Guy Eckstine

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Guy Eckstine
Guy Eckstine Grammy Plaques.jpg
Born1956
NationalityAmerican
Alma materUCLA[1]
OccupationRecord Producer, Artist manager, A&R
Parent(s)Billy Eckstine, Carolle Drake

Guy Eckstine is an artist manager and record producer, known for his tenure as A&R executive at Verve Records in the 1990s.[2][3] With jazz keyboardist Herbie Hancock, Eckstine co-produced the Hancock album The New Standard.

After Verve, Eckstine was senior vice president at MP3.com, then in 2001 he started his own artist development company.[1] Eckstine is the president and founder of Iconique Music Group, an artist management company.[4]

Family[edit]

Eckstine was born in 1956 to American jazz/pop singer Billy Eckstine and his girlfriend Carolle Drake, an actress and model. Eckstine's siblings include four older brothers and two younger sisters. The family eventually settled in Encino, California, where Eckstine was raised.[2] His brother Ed later served as president of Mercury Records.

Music industry[edit]

Eckstine's early career was as a freelance/touring drummer involved in various musical projects for his father, Quincy Jones, Count Basie, James Ingram, Eddy Grant and more.[5] In the late 1980s, he was a creative manager for Virgin Music Label & Artist Services, developing songwriters. He worked for Columbia Records starting in 1990, leading the West Coast division of A&R, developing Black artists.[6] In 1991 he helmed A&R for the jazz label Verve Records,[1] during a period when Verve was praised for its creativity. For Verve Forecast Records, among others, Eckstine signed, Herbie Hancock, saxophonist Wayne Shorter, and keyboardist Jeff Lorber. Trumpeter Chris Botti credited Eckstine for his decision to sign with Verve.[7] Eckstine also inked an American record deal for British acid jazz group Incognito.[8] Eckstine occasionally played drums or percussion on the albums he produced, and he programmed drum machine rhythms for Porter's Straight to the Point album which became a best-seller in smooth jazz. After Porter died in 1996, Eckstine produced his final album, For Art's Sake, playing drums, keyboards and mixing.[9]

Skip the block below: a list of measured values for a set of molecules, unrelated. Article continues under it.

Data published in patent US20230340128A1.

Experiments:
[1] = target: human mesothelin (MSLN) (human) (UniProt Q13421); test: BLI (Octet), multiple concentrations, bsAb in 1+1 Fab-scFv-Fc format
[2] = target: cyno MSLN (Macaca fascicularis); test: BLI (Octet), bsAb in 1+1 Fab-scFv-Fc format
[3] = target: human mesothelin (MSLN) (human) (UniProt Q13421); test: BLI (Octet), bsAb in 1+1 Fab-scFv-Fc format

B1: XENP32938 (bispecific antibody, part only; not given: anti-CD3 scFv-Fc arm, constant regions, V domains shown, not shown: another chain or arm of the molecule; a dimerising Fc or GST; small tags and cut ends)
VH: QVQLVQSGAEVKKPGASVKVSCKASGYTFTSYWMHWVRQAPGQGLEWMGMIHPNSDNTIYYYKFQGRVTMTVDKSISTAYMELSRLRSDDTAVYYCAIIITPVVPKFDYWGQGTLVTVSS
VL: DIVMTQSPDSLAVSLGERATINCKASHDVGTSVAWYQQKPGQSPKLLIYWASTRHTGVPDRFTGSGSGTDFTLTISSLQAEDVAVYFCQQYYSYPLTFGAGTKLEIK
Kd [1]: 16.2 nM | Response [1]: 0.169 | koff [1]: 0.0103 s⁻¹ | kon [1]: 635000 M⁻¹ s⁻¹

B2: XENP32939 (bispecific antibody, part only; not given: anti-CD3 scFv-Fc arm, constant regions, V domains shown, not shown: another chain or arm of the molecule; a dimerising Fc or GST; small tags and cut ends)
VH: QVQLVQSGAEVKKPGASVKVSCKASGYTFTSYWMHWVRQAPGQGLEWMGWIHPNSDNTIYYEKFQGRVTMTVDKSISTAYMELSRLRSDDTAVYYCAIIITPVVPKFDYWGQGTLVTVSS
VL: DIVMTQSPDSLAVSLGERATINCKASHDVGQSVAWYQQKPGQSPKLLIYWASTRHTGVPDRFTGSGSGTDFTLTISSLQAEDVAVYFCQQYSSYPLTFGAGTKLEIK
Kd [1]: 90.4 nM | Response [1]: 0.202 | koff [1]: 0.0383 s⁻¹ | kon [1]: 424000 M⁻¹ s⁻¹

References[edit]

  1. ^ a b c "Guy Eckstine". LinkedIn. Retrieved May 3, 2022.
  2. ^ a b "Big Eckstine Family Shares Eleven-Room California Home". Ebony. July 1961. p. 48.
  3. ^ "Billy ('Mr. B') Eckstine, A Stroke Victim, Dies of Cardiac Arrest at Age 78". Jet. March 22, 1993. pp. 14–16, 54–57.
  4. ^ "Staff". Iconique Music Group. Retrieved May 3, 2022.
  5. ^ "Wilson, Eckstine Take Columbia West Coast Black Music Posts". Radio & Records. February 16, 1990. p. 36.
  6. ^ "Executive Turntable". Billboard. Vol. 102, no. 8. February 24, 1990. p. 6.
  7. ^ Bessman, Jim (February 4, 1995). "Verve Forecasting Botti Will Blow Away Pop, Jazz Fans". Billboard. Vol. 107, no. 5. p. 131.
  8. ^ Milkowski, Bill (July 4, 1992). "In Search of the New Fusion". Billboard. Vol. 104, no. 27 (Jazz at the Crossroads ed.). pp. J-2, J-18.
  9. ^ "For Art's Sake: Credits". AllMusic. Retrieved May 3, 2022.

External links[edit]